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Now I've read bonanova's spoiler, and I was wondering about that. I figured that there would probably be too much efficiency lost with the computer needing to recognize 10 digits as opposed to just 2, which is probably why base-2 computers are still used today. Interesting thoughts about {-1,0,1} though.

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Now I've read bonanova's spoiler, and I was wondering about that. I figured that there would probably be too much efficiency lost with the computer needing to recognize 10 digits as opposed to just 2, which is probably why base-2 computers are still used today. Interesting thoughts about {-1,0,1} though.

Yes, I used to think that base-2 was only used because that's what's been used since the origin of computers, however base 2 is actually the most cost efficient for storing numbers unless they can make base 10 storage cost about 3 times more or LESS than 3 times more. Which is why this problem has a lot of practical application :D

edit: You saw my equation in post #5, right?

Edited by unreality
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Parallel processing is akin to computing with higher complexity digits.

And you see there that the increase in speed is accompanied by increased power consumption.

So gains of "efficiency" defined in terms of MFlops/Watt is hard to achieve.

Speed, however, yes.

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Yeah... base-2 is one of the most practical, if not the most, at least with the technology we have today. This problem is focused entirely on the storage efficiency of digits in one base over another, regardless of whether you're using a computer or scratching symbols in the dirt. Actually this problem is specifically geared to the overall average digit-storage efficiency of base 10 over base 2 :D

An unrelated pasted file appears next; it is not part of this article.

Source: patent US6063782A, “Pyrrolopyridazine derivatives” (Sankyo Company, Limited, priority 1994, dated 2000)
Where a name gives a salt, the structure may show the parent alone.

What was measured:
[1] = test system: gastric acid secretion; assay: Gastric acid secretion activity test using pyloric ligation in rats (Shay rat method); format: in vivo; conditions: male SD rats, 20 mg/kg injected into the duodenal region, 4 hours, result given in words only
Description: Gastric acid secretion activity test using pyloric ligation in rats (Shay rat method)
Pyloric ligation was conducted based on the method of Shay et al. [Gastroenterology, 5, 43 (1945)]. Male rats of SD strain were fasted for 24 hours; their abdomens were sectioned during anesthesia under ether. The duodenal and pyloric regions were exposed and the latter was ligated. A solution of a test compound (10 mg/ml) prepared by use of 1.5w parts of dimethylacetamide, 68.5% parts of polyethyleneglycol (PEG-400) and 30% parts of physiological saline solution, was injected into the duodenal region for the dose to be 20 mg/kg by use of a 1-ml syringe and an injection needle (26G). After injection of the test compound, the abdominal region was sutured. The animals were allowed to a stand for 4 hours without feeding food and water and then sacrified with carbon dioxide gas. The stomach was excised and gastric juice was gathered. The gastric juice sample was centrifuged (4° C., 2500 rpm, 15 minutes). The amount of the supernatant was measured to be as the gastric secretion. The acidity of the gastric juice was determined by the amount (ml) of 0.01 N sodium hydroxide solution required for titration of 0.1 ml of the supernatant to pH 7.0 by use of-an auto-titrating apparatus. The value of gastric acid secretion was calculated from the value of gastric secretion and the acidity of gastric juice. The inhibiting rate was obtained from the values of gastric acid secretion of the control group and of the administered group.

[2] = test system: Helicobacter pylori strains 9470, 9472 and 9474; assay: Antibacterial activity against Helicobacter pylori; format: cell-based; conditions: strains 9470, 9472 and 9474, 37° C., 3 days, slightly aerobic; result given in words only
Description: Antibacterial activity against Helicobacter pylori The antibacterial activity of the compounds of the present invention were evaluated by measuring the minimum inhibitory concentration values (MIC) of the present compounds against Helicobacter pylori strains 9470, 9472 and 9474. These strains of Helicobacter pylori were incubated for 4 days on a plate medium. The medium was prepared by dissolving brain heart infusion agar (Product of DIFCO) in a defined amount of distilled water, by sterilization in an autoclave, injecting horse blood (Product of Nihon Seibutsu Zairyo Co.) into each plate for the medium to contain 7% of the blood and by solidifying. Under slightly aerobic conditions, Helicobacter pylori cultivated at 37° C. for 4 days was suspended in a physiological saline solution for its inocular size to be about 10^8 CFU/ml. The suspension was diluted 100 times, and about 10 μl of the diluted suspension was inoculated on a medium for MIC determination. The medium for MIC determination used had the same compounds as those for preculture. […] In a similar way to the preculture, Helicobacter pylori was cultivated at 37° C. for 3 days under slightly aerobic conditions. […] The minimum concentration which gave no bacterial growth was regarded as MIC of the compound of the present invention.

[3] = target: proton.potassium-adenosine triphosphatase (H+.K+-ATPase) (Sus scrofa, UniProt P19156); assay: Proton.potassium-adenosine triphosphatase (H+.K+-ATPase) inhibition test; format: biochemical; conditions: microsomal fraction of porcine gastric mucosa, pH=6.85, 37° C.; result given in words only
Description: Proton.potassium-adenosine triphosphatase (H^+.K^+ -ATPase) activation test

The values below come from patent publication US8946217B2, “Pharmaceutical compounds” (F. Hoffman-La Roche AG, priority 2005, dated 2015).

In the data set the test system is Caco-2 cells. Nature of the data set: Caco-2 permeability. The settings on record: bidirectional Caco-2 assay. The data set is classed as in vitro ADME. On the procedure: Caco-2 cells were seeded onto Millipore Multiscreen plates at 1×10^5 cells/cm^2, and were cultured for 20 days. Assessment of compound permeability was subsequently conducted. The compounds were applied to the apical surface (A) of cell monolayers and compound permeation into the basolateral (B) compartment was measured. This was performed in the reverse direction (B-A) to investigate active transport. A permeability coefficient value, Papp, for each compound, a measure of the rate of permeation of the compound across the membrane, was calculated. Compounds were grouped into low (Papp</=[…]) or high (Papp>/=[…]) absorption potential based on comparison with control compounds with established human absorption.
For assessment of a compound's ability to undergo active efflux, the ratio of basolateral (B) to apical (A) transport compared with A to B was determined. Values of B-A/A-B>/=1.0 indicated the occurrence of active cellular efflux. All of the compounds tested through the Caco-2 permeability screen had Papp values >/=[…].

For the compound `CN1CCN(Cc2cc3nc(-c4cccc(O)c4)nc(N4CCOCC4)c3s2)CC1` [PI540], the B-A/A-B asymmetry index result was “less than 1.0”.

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I did see your equation in post 5, but I'm not sure how exactly to use it to calculate an average. You saw my revised guess, right?

Also, do you guys know anything about quantum computers, using the spin of an electron to store data? I don't know too much about them, but they sound pretty awesome.

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Yeah, the qubit can be 0, 1 or the superposition of 0 AND 1 ;D Not sure what the difference there is between that and tertiary though, since isn't 0/1 kind of like 2, or can you separate 0/1 into ones and zeroes or something?

Ross: This is as far as I know, cuz I made a program that uses my one-time equation in post 5 to calculate averages :D I calculated 10|2 out to the 10,000th iteration and the average was around 3.17 or something like that (earlier it was 3.14 and I thought it might be pi, I got excited, but no :P), so unless it converges veeeery slowly, it's not going to be 3.22ish that log base 2 of 10 is. Hmmm... I will think more about this though :P